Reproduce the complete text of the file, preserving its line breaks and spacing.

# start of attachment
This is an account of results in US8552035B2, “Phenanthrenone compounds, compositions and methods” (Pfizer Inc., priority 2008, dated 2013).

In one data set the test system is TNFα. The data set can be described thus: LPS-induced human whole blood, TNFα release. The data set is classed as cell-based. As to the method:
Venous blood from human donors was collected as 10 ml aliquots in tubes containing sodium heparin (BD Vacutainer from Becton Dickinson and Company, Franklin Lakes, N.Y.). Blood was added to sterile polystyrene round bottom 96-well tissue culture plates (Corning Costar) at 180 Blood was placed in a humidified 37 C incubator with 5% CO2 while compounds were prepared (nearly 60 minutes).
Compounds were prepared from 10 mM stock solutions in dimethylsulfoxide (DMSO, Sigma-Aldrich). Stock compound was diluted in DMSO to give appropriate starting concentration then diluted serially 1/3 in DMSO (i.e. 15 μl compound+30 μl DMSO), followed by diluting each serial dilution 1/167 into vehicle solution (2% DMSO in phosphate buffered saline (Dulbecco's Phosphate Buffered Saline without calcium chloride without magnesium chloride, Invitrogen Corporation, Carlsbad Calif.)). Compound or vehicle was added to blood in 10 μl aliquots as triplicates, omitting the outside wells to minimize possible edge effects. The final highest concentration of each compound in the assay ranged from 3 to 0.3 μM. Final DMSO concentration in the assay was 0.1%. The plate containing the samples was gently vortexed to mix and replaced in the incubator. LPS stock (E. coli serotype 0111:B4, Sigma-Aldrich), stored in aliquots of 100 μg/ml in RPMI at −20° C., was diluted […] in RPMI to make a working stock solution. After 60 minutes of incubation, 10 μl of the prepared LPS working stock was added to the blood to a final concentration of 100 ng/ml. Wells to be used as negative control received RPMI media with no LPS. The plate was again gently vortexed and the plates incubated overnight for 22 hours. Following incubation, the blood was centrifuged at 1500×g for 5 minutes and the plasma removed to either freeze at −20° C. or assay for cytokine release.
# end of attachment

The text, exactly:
This is an account of results in US8552035B2, “Phenanthrenone compounds, compositions and methods” (Pfizer Inc., priority 2008, dated 2013).

In one data set the test system is TNFα. The data set can be described thus: LPS-induced human whole blood, TNFα release. The data set is classed as cell-based. As to the method:
Venous blood from human donors was collected as 10 ml aliquots in tubes containing sodium heparin (BD Vacutainer from Becton Dickinson and Company, Franklin Lakes, N.Y.). Blood was added to sterile polystyrene round bottom 96-well tissue culture plates (Corning Costar) at 180 Blood was placed in a humidified 37 C incubator with 5% CO2 while compounds were prepared (nearly 60 minutes).
Compounds were prepared from 10 mM stock solutions in dimethylsulfoxide (DMSO, Sigma-Aldrich). Stock compound was diluted in DMSO to give appropriate starting concentration then diluted serially 1/3 in DMSO (i.e. 15 μl compound+30 μl DMSO), followed by diluting each serial dilution 1/167 into vehicle solution (2% DMSO in phosphate buffered saline (Dulbecco's Phosphate Buffered Saline without calcium chloride without magnesium chloride, Invitrogen Corporation, Carlsbad Calif.)). Compound or vehicle was added to blood in 10 μl aliquots as triplicates, omitting the outside wells to minimize possible edge effects. The final highest concentration of each compound in the assay ranged from 3 to 0.3 μM. Final DMSO concentration in the assay was 0.1%. The plate containing the samples was gently vortexed to mix and replaced in the incubator. LPS stock (E. coli serotype 0111:B4, Sigma-Aldrich), stored in aliquots of 100 μg/ml in RPMI at −20° C., was diluted […] in RPMI to make a working stock solution. After 60 minutes of incubation, 10 μl of the prepared LPS working stock was added to the blood to a final concentration of 100 ng/ml. Wells to be used as negative control received RPMI media with no LPS. The plate was again gently vortexed and the plates incubated overnight for 22 hours. Following incubation, the blood was centrifuged at 1500×g for 5 minutes and the plasma removed to either freeze at −20° C. or assay for cytokine release.